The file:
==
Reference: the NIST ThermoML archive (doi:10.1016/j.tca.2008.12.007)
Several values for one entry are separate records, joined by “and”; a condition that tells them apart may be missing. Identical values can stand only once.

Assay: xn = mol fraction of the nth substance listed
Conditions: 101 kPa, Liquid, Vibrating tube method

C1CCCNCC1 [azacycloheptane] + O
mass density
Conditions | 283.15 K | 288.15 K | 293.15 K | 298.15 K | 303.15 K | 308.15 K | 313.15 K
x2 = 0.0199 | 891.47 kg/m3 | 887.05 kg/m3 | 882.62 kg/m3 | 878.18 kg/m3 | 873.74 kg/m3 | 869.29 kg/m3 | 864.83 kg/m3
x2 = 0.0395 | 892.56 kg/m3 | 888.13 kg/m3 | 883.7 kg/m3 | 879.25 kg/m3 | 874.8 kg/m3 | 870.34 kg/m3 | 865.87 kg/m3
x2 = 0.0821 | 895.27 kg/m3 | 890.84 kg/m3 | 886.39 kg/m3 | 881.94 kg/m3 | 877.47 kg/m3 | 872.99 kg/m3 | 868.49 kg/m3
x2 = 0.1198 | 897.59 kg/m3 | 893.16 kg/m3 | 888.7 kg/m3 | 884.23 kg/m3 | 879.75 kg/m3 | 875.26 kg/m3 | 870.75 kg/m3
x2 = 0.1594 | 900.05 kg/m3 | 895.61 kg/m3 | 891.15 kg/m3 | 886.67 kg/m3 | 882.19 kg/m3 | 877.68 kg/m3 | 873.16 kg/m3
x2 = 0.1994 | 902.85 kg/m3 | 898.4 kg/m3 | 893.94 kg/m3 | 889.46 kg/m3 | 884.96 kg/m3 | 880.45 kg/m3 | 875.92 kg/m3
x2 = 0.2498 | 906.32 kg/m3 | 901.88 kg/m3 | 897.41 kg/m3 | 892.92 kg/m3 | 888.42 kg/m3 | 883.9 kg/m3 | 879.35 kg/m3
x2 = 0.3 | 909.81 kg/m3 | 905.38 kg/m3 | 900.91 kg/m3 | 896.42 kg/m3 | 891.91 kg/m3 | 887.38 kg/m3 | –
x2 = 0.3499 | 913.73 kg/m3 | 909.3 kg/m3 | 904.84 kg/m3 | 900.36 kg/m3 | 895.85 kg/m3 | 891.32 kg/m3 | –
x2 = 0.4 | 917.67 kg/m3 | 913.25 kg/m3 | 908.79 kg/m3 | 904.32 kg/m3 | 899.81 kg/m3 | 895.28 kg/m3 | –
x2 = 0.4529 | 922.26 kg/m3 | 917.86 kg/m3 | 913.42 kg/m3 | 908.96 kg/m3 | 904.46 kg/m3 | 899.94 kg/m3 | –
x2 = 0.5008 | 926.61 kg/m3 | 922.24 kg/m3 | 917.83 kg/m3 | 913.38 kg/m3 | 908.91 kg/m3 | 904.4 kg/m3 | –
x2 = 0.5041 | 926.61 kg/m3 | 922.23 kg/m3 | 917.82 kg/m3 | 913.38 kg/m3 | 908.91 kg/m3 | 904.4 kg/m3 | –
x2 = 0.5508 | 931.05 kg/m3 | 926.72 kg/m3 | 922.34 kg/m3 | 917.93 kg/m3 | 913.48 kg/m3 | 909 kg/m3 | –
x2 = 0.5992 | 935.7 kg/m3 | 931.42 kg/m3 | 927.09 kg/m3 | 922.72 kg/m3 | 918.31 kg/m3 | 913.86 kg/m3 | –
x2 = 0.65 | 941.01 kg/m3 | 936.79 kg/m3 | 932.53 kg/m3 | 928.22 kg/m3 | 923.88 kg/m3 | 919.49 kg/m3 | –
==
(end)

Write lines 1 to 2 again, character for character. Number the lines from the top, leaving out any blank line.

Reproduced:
Reference: the NIST ThermoML archive (doi:10.1016/j.tca.2008.12.007)
Several values for one entry are separate records, joined by “and”; a condition that tells them apart may be missing. Identical values can stand only once.